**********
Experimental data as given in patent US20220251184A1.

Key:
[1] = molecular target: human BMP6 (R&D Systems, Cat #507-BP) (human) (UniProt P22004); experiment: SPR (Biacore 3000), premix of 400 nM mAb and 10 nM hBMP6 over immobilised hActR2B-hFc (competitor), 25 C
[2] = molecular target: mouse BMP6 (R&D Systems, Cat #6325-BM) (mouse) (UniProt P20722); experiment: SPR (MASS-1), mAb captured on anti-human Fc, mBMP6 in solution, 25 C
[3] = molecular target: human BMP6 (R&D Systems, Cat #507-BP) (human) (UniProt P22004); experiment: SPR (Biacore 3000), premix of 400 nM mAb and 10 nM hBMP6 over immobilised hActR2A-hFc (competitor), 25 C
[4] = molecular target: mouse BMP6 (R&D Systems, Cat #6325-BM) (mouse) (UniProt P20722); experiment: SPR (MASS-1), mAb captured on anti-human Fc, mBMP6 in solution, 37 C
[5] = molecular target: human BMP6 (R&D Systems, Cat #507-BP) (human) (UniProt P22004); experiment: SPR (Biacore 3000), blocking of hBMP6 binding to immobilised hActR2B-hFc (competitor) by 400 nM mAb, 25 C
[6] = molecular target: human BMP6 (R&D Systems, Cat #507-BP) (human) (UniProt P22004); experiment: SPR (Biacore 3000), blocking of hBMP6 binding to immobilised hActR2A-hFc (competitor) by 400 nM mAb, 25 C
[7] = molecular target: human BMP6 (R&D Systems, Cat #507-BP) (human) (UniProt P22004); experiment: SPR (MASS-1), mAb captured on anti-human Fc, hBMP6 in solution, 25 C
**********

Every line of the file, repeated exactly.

Experimental data as given in patent US20220251184A1.

Key:
[1] = molecular target: human BMP6 (R&D Systems, Cat #507-BP) (human) (UniProt P22004); experiment: SPR (Biacore 3000), premix of 400 nM mAb and 10 nM hBMP6 over immobilised hActR2B-hFc (competitor), 25 C
[2] = molecular target: mouse BMP6 (R&D Systems, Cat #6325-BM) (mouse) (UniProt P20722); experiment: SPR (MASS-1), mAb captured on anti-human Fc, mBMP6 in solution, 25 C
[3] = molecular target: human BMP6 (R&D Systems, Cat #507-BP) (human) (UniProt P22004); experiment: SPR (Biacore 3000), premix of 400 nM mAb and 10 nM hBMP6 over immobilised hActR2A-hFc (competitor), 25 C
[4] = molecular target: mouse BMP6 (R&D Systems, Cat #6325-BM) (mouse) (UniProt P20722); experiment: SPR (MASS-1), mAb captured on anti-human Fc, mBMP6 in solution, 37 C
[5] = molecular target: human BMP6 (R&D Systems, Cat #507-BP) (human) (UniProt P22004); experiment: SPR (Biacore 3000), blocking of hBMP6 binding to immobilised hActR2B-hFc (competitor) by 400 nM mAb, 25 C
[6] = molecular target: human BMP6 (R&D Systems, Cat #507-BP) (human) (UniProt P22004); experiment: SPR (Biacore 3000), blocking of hBMP6 binding to immobilised hActR2A-hFc (competitor) by 400 nM mAb, 25 C
[7] = molecular target: human BMP6 (R&D Systems, Cat #507-BP) (human) (UniProt P22004); experiment: SPR (MASS-1), mAb captured on anti-human Fc, hBMP6 in solution, 25 C